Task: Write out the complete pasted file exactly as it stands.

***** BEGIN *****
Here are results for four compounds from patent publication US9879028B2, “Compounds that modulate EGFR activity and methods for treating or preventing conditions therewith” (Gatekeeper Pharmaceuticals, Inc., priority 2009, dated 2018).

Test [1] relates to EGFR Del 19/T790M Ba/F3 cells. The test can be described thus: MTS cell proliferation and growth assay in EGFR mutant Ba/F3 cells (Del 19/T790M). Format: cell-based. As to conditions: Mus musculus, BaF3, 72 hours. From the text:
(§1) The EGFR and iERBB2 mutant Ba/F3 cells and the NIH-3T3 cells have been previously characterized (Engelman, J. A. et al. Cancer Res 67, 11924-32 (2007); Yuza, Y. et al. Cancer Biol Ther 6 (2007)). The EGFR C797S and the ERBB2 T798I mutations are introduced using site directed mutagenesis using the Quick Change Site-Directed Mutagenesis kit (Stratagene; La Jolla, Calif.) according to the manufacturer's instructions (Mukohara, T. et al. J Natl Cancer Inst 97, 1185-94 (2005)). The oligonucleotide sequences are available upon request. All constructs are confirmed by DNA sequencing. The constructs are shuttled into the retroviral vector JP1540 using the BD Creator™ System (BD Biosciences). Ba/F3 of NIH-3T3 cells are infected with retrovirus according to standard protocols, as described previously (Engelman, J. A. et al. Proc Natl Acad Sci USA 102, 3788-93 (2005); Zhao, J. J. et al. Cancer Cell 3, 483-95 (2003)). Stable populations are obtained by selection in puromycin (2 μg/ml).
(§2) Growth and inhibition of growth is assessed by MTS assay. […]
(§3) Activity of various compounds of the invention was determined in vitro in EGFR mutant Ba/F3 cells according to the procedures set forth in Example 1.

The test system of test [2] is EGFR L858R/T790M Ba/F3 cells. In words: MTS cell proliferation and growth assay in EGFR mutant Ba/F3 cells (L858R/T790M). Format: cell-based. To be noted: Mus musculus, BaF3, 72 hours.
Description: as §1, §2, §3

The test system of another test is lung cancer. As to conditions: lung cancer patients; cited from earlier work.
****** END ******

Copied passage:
Here are results for four compounds from patent publication US9879028B2, “Compounds that modulate EGFR activity and methods for treating or preventing conditions therewith” (Gatekeeper Pharmaceuticals, Inc., priority 2009, dated 2018).

Test [1] relates to EGFR Del 19/T790M Ba/F3 cells. The test can be described thus: MTS cell proliferation and growth assay in EGFR mutant Ba/F3 cells (Del 19/T790M). Format: cell-based. As to conditions: Mus musculus, BaF3, 72 hours. From the text:
(§1) The EGFR and iERBB2 mutant Ba/F3 cells and the NIH-3T3 cells have been previously characterized (Engelman, J. A. et al. Cancer Res 67, 11924-32 (2007); Yuza, Y. et al. Cancer Biol Ther 6 (2007)). The EGFR C797S and the ERBB2 T798I mutations are introduced using site directed mutagenesis using the Quick Change Site-Directed Mutagenesis kit (Stratagene; La Jolla, Calif.) according to the manufacturer's instructions (Mukohara, T. et al. J Natl Cancer Inst 97, 1185-94 (2005)). The oligonucleotide sequences are available upon request. All constructs are confirmed by DNA sequencing. The constructs are shuttled into the retroviral vector JP1540 using the BD Creator™ System (BD Biosciences). Ba/F3 of NIH-3T3 cells are infected with retrovirus according to standard protocols, as described previously (Engelman, J. A. et al. Proc Natl Acad Sci USA 102, 3788-93 (2005); Zhao, J. J. et al. Cancer Cell 3, 483-95 (2003)). Stable populations are obtained by selection in puromycin (2 μg/ml).
(§2) Growth and inhibition of growth is assessed by MTS assay. […]
(§3) Activity of various compounds of the invention was determined in vitro in EGFR mutant Ba/F3 cells according to the procedures set forth in Example 1.

The test system of test [2] is EGFR L858R/T790M Ba/F3 cells. In words: MTS cell proliferation and growth assay in EGFR mutant Ba/F3 cells (L858R/T790M). Format: cell-based. To be noted: Mus musculus, BaF3, 72 hours.
Description: as §1, §2, §3

The test system of another test is lung cancer. As to conditions: lung cancer patients; cited from earlier work.